#Not1More Deportation

All posts tagged massachusetts


Protestors Shut Down Entrance to Suffolk Detention Center, Call on President Obama to Stop Deportations

Boston, MA – Immigrant activists and religious leaders from Massachusetts, Connecticut and Vermont have formed a human chain at the entrance of the Suffolk Detention Center in Boston to demand action from President Obama to end the suffering caused by deportation. The prison at 20 Bradston Street has been the site of an immigrant prisoner hunger strike in October 2013 and is currently embroiled in lawsuits protesting indefinite detention.

Those risking arrest include many directly impacted by deportation, including Alejandro Gonzalez, an undocumented man from Connecticut. “I participate in this civil disobedience during Holy Week to let those in high positions in the government know that we reject the laws that criminalize our people, only for not having a piece of paper,” says Gonzalez. “Although I know I face being deported too, eleven million people need us to act.  For that reason, the word ‘fear’ is not in my vocabulary. On this holy day, we remember that we must make sacrifices to help our community.” Read more

On June 24, 2013, over 80+ people and I marched down to the Suffolk County Detention Center. Claiming immigrant rights and justice for criminalized immigrants, justice was to be served. Or at least that is how we all saw it. Filled with events in honor of deported immigrants, our job was to raise awareness to the public about the impacts these un-justified acts have. While this was only my second vigil, the eventful day was became a rather remarkably inspiring, moving, and poignant moment for me. Filled with passionate activists and supporters, the words expressed moved me.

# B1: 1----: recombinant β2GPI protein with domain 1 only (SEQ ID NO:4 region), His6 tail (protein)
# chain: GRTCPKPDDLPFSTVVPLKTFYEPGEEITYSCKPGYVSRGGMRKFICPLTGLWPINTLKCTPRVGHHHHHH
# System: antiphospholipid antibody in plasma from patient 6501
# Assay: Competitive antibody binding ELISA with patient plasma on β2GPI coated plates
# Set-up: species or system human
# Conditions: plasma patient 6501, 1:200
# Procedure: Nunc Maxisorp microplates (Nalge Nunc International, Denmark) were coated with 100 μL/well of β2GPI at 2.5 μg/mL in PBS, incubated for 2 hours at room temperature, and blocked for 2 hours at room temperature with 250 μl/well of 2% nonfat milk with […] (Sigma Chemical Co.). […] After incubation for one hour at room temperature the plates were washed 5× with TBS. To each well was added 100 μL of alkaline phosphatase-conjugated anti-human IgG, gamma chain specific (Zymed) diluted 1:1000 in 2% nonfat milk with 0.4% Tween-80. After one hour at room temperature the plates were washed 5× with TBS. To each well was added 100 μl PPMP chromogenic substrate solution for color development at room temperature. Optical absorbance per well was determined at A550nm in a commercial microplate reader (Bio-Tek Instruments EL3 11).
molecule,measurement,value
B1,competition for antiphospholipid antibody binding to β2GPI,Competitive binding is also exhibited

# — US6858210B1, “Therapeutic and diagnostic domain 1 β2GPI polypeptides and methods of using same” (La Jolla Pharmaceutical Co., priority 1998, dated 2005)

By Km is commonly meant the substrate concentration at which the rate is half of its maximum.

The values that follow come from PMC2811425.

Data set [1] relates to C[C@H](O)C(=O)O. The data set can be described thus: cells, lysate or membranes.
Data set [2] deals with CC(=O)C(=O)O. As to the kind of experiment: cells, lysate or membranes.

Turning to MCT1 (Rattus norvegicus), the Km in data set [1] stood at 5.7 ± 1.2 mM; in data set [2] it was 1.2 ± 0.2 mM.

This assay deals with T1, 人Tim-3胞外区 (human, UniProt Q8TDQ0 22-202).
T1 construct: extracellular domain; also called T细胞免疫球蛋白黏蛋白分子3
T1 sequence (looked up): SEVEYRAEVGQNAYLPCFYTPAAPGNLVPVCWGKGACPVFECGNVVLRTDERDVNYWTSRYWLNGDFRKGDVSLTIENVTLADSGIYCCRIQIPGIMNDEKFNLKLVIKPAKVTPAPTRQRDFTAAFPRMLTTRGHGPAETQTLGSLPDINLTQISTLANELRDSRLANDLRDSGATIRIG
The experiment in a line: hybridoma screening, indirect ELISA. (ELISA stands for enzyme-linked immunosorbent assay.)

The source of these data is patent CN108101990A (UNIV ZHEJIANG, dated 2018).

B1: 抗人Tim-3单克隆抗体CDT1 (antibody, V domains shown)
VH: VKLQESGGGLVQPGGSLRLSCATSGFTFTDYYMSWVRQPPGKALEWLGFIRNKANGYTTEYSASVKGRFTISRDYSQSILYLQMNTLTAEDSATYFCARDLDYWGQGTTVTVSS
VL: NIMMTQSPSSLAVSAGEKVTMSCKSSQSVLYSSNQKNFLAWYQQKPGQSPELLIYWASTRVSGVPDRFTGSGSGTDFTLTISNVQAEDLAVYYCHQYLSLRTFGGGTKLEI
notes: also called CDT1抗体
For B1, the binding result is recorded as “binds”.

Never had I seen such passion come together over such a significant cause. From revolutionary songs to guitar strings, to meaningful chants, I was moved by every detail of this event. However, my heart sunk the most not when we were making noise for all of Boston to hear, but when we began having dialogues with convicted immigrants, themselves. Innocent, unwillingly convicted, and stuck in those gates, as we came to find them, they banged on the windows, wrote on those windows, waving their arms from left to right to signify that they were with us in our fight.

I was moved. I was touched. And it felt so good to be in dialogue with them. While their status is the only thing liberating their freedom, they used the little freedom they had beneath those walls to communicate, to translate a message to their supporters albeit us. It was beautiful. So what do we do now? What do we do today? Keep their faces and their movements on our minds, and keep fighting for justice to be heard. Their voices. Their innocence. There may be progressive measures taking place in the State and Senate, but it is our responsibility to decriminalize their statuses and help them reunite with their families. It is the only just thing to do. So let us continue to fight, sin barreras!

Reflections from Boston’s Not1More Deportation Week of Action.


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Boston, Massachusetts.- No más deportaciones. Ese es el mensaje central de campaña de acción nacional donde se esta protestando contra deportaciones y educar a inmigrantes sobre este proceso.

Localmente, el Movimiento Inmigrante Estudiantil conocido en inglés por las siglas SIM, en colaboración con otras organizaciones pro inmigrantes se unieron a los esfuerzos y esta tarde realizaron actividades en el ayuntamiento de Boston donde se enfocaron solamente en educación sobre el tema

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